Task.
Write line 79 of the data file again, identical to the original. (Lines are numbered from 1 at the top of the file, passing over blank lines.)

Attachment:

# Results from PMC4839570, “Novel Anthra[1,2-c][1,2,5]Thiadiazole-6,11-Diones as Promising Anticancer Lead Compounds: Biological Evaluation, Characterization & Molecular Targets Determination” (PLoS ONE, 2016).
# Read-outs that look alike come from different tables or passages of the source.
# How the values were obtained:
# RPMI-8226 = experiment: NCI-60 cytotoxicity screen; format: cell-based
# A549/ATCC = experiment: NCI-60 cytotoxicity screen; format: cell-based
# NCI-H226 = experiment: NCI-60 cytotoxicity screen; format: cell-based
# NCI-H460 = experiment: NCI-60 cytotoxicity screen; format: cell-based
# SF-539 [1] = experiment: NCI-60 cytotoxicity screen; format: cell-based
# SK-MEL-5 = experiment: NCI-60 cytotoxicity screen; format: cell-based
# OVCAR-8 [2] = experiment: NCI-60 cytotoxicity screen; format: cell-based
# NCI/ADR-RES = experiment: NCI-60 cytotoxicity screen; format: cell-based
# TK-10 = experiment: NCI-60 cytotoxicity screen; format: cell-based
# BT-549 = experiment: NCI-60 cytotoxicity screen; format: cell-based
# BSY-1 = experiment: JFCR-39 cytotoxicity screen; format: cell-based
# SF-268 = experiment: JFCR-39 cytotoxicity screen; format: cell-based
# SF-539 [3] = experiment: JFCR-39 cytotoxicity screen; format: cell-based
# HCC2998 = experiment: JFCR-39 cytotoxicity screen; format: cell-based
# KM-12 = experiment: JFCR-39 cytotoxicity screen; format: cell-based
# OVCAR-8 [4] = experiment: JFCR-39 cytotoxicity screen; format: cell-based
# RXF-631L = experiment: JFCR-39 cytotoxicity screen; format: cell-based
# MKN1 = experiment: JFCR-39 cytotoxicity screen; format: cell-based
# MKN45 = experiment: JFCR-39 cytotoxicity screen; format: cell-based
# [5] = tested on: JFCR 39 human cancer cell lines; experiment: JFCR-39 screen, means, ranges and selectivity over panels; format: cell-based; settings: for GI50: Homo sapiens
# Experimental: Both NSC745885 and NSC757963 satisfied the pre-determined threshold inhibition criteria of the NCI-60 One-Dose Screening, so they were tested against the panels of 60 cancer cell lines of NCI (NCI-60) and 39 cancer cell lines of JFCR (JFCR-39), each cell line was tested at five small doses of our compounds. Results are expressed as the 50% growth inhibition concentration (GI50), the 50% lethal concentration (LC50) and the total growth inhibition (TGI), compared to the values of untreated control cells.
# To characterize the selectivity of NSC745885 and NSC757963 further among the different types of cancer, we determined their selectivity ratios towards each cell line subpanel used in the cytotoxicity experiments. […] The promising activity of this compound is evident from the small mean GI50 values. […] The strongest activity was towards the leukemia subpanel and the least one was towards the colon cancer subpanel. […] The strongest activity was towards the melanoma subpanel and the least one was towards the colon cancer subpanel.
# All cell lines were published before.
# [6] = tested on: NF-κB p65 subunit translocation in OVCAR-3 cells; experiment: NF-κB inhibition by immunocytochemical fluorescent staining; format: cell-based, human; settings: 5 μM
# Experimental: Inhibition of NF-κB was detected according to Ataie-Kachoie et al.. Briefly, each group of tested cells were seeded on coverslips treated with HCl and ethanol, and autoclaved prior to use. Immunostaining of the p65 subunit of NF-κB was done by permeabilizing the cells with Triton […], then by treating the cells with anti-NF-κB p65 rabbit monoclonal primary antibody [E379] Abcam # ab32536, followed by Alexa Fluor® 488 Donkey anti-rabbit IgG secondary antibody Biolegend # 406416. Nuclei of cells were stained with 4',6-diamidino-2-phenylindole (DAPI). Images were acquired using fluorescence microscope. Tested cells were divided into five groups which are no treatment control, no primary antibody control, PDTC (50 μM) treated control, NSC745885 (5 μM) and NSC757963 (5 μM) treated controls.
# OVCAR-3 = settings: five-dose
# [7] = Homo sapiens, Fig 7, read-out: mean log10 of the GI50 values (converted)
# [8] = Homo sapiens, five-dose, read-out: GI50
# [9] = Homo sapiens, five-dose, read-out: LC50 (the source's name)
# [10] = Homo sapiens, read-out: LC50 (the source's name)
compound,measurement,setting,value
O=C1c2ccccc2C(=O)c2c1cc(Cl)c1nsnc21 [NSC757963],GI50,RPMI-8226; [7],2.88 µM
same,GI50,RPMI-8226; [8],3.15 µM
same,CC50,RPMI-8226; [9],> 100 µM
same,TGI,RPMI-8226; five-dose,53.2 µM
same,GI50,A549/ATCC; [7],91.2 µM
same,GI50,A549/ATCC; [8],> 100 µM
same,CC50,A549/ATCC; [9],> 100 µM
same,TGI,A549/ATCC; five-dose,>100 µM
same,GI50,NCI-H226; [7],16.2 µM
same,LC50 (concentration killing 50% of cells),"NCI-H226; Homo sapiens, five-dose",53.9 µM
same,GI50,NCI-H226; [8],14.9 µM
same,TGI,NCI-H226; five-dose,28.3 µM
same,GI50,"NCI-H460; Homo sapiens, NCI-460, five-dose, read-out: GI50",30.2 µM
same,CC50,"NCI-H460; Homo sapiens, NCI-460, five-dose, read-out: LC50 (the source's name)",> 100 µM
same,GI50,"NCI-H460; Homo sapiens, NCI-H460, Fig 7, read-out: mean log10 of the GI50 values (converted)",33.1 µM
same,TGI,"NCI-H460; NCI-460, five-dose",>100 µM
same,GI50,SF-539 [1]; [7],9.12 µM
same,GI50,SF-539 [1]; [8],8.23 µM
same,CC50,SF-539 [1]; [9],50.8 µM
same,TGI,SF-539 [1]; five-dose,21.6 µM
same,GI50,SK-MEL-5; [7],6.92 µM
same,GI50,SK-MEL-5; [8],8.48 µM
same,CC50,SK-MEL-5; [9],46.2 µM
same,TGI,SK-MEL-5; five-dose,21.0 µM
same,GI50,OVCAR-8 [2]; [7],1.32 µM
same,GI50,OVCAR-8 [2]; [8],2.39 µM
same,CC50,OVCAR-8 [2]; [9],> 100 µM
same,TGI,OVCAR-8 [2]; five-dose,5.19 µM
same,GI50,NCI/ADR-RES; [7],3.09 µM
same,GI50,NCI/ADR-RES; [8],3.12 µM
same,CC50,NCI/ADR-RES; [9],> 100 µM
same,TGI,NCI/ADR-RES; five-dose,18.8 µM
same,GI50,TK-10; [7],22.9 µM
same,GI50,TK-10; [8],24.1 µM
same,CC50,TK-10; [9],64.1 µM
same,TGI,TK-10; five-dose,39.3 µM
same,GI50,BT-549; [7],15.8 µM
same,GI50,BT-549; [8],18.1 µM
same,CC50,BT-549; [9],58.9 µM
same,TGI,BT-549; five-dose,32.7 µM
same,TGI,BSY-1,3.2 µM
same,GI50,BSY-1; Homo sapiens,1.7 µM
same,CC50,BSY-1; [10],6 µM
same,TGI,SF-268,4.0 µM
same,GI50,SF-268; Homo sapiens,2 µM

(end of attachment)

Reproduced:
same,GI50,SF-268; Homo sapiens,2 µM